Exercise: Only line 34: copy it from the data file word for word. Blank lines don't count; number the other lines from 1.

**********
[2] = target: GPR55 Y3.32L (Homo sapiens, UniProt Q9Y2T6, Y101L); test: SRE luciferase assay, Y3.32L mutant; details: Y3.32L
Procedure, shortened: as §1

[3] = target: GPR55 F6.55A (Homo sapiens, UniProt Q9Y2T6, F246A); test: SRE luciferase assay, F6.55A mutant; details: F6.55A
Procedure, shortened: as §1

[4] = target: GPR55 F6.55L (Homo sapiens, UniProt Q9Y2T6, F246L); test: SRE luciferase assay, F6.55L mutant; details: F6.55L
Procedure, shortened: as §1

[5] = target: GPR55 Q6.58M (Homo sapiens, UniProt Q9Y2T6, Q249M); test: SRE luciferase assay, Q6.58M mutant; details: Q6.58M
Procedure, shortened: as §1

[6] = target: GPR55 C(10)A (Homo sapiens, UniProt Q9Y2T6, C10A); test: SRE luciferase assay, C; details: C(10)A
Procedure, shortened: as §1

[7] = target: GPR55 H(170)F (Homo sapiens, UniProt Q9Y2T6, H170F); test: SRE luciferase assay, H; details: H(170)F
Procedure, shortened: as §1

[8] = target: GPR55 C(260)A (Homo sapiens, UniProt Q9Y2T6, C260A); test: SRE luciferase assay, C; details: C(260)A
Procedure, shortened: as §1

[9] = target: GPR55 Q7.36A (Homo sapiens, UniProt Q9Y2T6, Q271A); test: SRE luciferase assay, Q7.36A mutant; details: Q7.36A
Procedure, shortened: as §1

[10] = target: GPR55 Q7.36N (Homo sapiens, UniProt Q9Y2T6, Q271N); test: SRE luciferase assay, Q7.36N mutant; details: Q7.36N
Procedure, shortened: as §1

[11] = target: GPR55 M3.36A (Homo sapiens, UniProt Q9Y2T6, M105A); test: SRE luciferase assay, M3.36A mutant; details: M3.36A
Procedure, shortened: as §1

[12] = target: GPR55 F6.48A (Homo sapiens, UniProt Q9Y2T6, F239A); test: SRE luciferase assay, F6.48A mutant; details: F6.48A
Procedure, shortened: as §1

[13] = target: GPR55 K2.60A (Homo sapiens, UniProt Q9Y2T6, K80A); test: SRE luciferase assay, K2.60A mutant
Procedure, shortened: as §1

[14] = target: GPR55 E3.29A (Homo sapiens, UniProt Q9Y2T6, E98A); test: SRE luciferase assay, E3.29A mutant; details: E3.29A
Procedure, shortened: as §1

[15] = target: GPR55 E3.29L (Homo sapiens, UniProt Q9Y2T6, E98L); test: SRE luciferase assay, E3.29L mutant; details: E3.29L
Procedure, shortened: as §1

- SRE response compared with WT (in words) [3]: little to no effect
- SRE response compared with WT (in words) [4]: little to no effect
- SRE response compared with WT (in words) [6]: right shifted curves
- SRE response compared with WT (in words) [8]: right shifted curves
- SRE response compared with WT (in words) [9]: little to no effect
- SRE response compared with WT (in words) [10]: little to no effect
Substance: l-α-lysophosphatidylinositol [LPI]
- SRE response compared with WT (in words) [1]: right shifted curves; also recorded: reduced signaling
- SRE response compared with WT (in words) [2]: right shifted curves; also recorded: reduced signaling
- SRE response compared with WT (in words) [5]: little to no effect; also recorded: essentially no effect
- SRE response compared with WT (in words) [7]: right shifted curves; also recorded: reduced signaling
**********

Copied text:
- SRE response compared with WT (in words) [10]: little to no effect